For once the British weather had got it right. As the people from Walkers crisps announced their latest campaign in the unlikely venue of a potato shed on Lodge Farm in Hampshire, heavy showers lashed the fields outside, driving home the key message of a new £7.5m advertising offensive - it's the 154 days of rain we have a year that makes great spuds.
Walkers' new marketing angle - that its crisps are now made from 100 per cent British potatoes - is more than just skin-deep patriotism. For one thing there's the reduction in food miles that comes from local sourcing - previously, 10 per cent of the potatoes that became Walkers crisps were shipped from the continent.
But perhaps cutting even deeper is the way it aims to bring home the fact that, yes, potato crisps are made from potatoes. Seventy-three per cent of the population will probably think this is pretty obvious. But, according to a recent Walkers' survey, it will come as news to the staggering 27 per cent of people who declined to agree with the statement: "Potato crisps are made from real potatoes."
That's why the UK's best selling crisp is going back on the farm and getting to grips with its roots - or should that be tubers? For Walkers marketing chief Jon Goldstone it's the next step on from the brand's 2006 relaunch, which cut salt content and, with the use of Sunseed oil, reduced saturated fats.
"That was about changing perceptions of the product and getting people to see it as more healthy, a permissable treat," he says. "It has been a massive investment for us but it's been incredibly successful."Figures show the UK crisp market back in growth, after declining in 2005 for the first time in a decade as health-conscious consumers turned away from the snack. Sales volumes are 1.9 per cent up, and Walkers volumes are four per cent up.
To maintain the momentum, Walkers is taking the message on from 'healthy' to 'natural'. Research suggests 67 per cent of consumers now want their food to be 'natural', up from 54 per cent in 2004. "We have taken the bad things out, now we are starting to make a hero of the good stuff that goes in," explains Jon.
"We have got to make people realise what a natural snack a bag of crisps is. "Somehow, through six decades of potato crisps, people have lost touch! There is a lost connection between potatoes and crisps. It's mind-boggling that 27 per cent don't know crisps are made from real potatoes - and worrying when you realise they are increasingly seeing natural things as healthy. But we have a fantastic story to tell.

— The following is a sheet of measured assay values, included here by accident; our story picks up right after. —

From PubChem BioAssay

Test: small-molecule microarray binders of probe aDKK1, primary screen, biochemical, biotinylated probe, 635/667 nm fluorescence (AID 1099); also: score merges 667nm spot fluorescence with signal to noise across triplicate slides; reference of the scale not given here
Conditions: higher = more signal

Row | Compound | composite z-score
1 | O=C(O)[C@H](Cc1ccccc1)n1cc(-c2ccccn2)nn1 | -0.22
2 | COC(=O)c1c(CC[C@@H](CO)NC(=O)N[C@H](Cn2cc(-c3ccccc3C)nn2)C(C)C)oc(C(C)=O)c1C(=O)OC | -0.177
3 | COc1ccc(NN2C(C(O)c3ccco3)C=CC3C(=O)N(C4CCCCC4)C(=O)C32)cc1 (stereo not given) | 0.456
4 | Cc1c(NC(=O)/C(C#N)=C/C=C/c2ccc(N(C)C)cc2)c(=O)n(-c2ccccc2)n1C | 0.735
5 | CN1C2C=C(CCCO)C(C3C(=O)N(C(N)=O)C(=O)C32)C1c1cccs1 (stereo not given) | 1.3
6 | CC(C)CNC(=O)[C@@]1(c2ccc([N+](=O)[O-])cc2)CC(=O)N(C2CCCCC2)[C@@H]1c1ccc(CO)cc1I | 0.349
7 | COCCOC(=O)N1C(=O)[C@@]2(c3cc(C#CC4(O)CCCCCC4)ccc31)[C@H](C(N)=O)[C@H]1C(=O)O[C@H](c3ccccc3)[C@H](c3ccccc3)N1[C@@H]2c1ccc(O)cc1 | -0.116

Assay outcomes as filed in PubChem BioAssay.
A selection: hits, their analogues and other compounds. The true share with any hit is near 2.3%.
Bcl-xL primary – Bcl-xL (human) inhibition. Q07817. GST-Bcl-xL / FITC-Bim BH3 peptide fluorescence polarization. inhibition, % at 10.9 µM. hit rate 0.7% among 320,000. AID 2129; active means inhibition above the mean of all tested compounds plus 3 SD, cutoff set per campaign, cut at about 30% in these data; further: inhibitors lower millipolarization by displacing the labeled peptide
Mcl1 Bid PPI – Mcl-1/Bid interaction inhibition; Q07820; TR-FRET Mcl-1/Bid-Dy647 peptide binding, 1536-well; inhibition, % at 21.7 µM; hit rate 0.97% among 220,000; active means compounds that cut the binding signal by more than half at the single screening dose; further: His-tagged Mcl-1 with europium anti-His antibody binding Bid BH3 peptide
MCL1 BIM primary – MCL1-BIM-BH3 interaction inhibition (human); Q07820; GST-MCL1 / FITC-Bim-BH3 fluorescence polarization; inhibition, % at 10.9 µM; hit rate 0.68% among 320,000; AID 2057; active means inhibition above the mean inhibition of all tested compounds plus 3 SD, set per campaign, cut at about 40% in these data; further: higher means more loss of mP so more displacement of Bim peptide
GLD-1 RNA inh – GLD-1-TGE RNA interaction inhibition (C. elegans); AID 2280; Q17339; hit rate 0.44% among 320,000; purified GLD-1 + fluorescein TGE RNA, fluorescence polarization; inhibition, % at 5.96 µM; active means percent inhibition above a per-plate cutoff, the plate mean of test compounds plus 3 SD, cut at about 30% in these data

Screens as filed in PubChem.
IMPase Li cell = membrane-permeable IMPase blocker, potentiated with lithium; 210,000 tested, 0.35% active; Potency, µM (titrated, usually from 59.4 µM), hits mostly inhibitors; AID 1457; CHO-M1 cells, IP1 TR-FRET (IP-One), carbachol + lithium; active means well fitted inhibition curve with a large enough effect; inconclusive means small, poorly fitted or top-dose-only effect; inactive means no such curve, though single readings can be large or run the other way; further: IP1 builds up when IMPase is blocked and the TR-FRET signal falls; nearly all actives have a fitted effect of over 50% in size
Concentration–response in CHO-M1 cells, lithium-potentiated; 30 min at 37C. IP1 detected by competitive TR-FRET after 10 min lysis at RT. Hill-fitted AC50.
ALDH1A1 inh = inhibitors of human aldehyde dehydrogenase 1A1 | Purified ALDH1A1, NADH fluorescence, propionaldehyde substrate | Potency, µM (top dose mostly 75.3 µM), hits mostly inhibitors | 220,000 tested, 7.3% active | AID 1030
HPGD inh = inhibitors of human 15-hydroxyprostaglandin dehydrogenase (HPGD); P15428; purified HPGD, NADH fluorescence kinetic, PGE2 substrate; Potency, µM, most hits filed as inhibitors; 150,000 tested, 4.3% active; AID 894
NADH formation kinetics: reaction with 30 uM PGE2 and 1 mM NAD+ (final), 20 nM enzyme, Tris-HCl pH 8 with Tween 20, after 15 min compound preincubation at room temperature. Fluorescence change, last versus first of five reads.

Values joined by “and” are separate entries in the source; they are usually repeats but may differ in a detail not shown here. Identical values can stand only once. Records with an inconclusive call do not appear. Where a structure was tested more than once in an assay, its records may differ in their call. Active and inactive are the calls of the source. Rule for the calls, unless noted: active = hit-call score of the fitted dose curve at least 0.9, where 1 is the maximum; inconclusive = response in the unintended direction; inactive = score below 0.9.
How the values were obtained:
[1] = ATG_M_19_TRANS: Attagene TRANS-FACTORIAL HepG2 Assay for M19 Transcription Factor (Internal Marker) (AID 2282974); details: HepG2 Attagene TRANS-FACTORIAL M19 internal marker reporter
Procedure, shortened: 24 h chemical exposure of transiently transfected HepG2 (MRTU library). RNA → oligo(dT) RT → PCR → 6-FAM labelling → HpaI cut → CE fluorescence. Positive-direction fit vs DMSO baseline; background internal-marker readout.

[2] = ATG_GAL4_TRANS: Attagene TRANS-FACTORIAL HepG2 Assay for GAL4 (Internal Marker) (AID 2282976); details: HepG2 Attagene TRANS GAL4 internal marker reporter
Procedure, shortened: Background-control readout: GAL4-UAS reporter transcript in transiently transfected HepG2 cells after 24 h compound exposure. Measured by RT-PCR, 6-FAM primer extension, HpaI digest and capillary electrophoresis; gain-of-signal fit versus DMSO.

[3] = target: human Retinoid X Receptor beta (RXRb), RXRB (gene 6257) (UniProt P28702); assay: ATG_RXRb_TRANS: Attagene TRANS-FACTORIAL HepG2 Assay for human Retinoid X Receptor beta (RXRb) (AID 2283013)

"We don't ship potatoes all around the world and we're loving towards our farmers - we have relationships with them decades old."Jon believes that emphasising the British source of Walkers crisps will reinforce the sense of them being a natural product. "It's a big move for us," he says, and when you calculate that the 10 per cent of business transferred to UK farmers amounts to 42,000 tons of spuds you can see why.
Those of us who have eaten goodness knows how many potato crisps over the past few decades will have noticed a slow but perceptible change in the humble pub snack - they look nicer than they used to.What happened to the green ones, the black ones, the holey ones, the ugly misshapen ones?
That they no longer get into the bag is the result of conscious efforts on the part of both manufacturers such as Walkers, and the potato farmers.
The Janaway family, which runs Lodge Farm, has supplied potatoes to Walkers and its forerunners for 37 years. They are trusted to provide the kind of raw material that makes good crisps. Too much water content and they won't crisp. Too much sugar and you get black bits.
The potatoes are tested at the farm in a miniature crisp factory where they are lifted at just the right time, washed, sliced and fried in exactly the same way as they are at Walkers, before being tasted and checked for goldenness against a colour chart.